and the effective propagation constant βe = (β+ + β− )/2 [(2.8)] as
Erz (h) =
cos(2βe h) (R12+ + R12− ) − cos(2θ)(1 + R12+ R12− )
,
−j(β
j(βe h+θ) ] [e−j(βe h−θ) R
j(βe h−θ) ]
e h+θ) R
[e
12− − e
12+ − e
(2.24a)
Ery (h) =
sin(2βe h) (R12+ − R12− ) − sin(2θ)(1 − R12+ R12− )
.
[e−j(βe h+θ) R12− − ej(βe h+θ) ] [e−j(βe h−θ) R12+ − ej(βe h−θ) ]
(2.24b)
40
These equations represent in general a system of four equations, since each of the two
relations is complex, involving a magnitude and a phase. The design of a specified grounded
ferrite perfect electromagnetic conductor, such as for instance a PMC or a free-space perfect
electromagnetic conductor (Fig. 2.3), will consist in seeking, numerically, an optimal solution
to this system. It should be noted that perfect local matching at the air-ferrite interface
(R12± = 0), assumed in Secs. 2.3, 2.4.1 and 2.4.2, is not mandatory to achieve the desired
perfect electromagnetic conductor, since mismatch may be compensated by multiple reflections and phase shift contributions to the overall reflected field. Furthermore, the system
(2.23) or (2.24) does not necessarily admit a solution for the available ferrite material, slab
thickness, practical bias field, and desired frequency. In this case, the constraints of (2.2)
must be relaxed, which leads to an imperfect electromagnetic boundary.
2.4.4
PMC and Free-Space Perfect Electromagnetic Conductor Realizations
Consider first the example of a PMC boundary, with the same parameters as in Fig. 2.4
and for a ferrite slab of thickness h = 3 mm (slab to be used in the experiment of Sec. 2.5).
Let us consider as staring guess a Faraday rotation angle of 90◦ . It may be verified from
(2.24b) that θ = 90◦ indeed makes the cross-polarized component zero, Ery (h) → 0, as
βe h → mπ (m ∈ Z), which corresponds to the phase coherence condition of the slab to
be further discussed in Sec. 2.5.1; at the same time, (2.24a) splits in the two equations
|Erz (h)| = 1 and ∠Erz (h) = 2πm (m ∈ Z), which readily corresponds to the PMC situation of a reflected electric field co-polarized with the incident electric field, according to
Fig. 2.3a. The simultaneous resolution of these two equations yields several solution pairs
(µ0 H0 , ω). For the parameters selected, one of these pairs with practical values was found
to be (µ0 H0 , ω) = (0.2 T, 5.19 GHz). The corresponding co- and cross-components of the
electric field are plotted in Fig. 2.8. In fact, the magnetic conductor boundary of this design
is not perfect: a residual phase shift of ∠Erz (h) = 12.13◦ exists. However, this small deviation
from a PMC will be shown in Sec. 2.5 to still provide excellent results, hardly distinguishable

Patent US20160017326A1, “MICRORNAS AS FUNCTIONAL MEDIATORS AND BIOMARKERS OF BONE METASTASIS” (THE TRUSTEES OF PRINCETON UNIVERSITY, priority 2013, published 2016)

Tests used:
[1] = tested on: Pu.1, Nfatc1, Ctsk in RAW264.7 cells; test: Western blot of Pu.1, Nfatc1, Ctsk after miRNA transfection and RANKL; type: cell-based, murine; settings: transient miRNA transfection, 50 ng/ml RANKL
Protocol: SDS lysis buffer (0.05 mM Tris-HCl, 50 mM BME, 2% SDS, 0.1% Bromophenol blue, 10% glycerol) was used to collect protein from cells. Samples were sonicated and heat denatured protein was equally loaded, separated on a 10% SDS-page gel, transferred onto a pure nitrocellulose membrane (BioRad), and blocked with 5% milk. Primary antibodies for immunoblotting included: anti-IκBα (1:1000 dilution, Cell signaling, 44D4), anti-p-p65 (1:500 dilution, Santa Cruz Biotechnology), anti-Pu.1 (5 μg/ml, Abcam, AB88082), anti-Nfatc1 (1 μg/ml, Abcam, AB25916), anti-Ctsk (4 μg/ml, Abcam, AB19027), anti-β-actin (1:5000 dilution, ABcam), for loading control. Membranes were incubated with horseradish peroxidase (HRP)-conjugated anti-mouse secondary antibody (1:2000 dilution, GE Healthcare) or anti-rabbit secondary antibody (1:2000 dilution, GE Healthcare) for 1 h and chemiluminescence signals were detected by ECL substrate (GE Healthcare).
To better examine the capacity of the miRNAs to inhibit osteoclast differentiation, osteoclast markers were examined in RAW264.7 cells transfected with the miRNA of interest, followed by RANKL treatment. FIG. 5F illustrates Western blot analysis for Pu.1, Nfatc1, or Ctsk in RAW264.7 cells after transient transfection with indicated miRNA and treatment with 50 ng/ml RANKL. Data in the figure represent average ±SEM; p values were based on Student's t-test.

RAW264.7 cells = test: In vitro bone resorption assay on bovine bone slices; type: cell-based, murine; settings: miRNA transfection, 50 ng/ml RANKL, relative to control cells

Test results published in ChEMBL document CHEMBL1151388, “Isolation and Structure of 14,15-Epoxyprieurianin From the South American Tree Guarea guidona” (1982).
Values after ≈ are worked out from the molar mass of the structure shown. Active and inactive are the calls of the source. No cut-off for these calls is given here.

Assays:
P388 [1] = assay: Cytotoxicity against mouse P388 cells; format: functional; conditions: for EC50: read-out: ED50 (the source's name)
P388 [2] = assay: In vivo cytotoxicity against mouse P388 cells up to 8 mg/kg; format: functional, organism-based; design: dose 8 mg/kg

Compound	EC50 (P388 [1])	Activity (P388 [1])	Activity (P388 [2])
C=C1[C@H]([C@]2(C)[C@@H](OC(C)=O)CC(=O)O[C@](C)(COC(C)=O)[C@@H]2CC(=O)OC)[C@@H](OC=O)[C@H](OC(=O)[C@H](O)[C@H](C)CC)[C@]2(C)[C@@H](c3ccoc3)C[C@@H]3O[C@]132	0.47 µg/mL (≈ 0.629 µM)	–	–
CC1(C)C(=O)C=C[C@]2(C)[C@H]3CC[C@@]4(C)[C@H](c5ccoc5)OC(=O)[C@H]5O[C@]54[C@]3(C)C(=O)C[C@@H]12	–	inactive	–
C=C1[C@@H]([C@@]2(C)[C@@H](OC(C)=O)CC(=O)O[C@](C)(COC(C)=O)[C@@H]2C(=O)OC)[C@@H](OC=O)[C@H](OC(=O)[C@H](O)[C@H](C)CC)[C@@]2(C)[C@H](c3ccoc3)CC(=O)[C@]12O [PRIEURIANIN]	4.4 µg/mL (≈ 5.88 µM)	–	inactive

from those of a PMC. It should also be noted that Erz (h) does not reach exactly the value
of one, because of some dissipation due to proximity to the resonance. As an alternative
design, one might choose here the frequency of 5.22 GHz, where the phase shift reduces to
0◦ without introducing significant cross-polarization (case of the TEM waveguide design of
Sec. 2.5.2). Another possible improvement, either at the frequency found or at another specified frequency, would be to relax the constraint of θ = 90◦ and seek a better solution in terms
of µ0 H0 and θ for this frequency. Of course, if the ferrite slab thickness h can be varied, more
freedom is available, and most perfect electromagnetic conductors can be achieved accurately.
For the free-space perfect electromagnetic conductor boundary, the reflected electric field
41
Free-space PEMC
Normalized Amplitude
1
0.95
PMC
Ery
0.8
GSM: Erz
GSM: Ery
0.6
HFSS: Erz
HFSS: Ery
0.4
Erz
0.2
0.07
0
3
3.5
4 4.09
4.5
5 5.19 5.22
Frequency (GHz)
(a)
200
150
Phase (deg)
100
50
Erz
12.13
0
PMC
GSM: Erz
−50
GSM: Ery
−100
−150
−180
−200
3
HFSS: Erz
Ery
HFSS: Ery
Free-space PEMC
3.5
4 4.09
4.5
5 5.19 5.22
Frequency (GHz)
(b)
Figure 2.8 Components z and y of the electric field scattered (or reflected) by the grounded
ferrite slab computed by the generalized scattering matrix (GSM) method [(2.23)] and compared with HFSS (FEM) results, for a slab of thickness of h = 3 mm (sample used in the
experiment, Sec. 2.5, and for a Faraday rotation angle of θ = 90◦ ). The ferrite parameters
are given in the caption Fig. 2.4, and the bias field H0 = 0.2 T was obtained from (2.23) as a
solution providing the PMC boundary at 5.19 GHz. The incident wave is linearly polarized
along the z direction, so the z and y reflected field components correspond to the co- and
cross-polarized fields with respect to the incident field. (a) Amplitude. (b) Phase.
42
should be cross-polarized with respect to the incident electric field, i.e. Ery (h) = 1 and
Erz (h) = 0, according to Fig. 2.3b. This occurs at 4.09 GHz in Fig. 2.8 where its phase is
slightly less than mπ (m ∈ Z). The frequency of 4 GHz significantly differs from the 4.7 GHz
frequency of Fig. 2.4b, due to the fact that the design was performed (in terms of H0 and ω)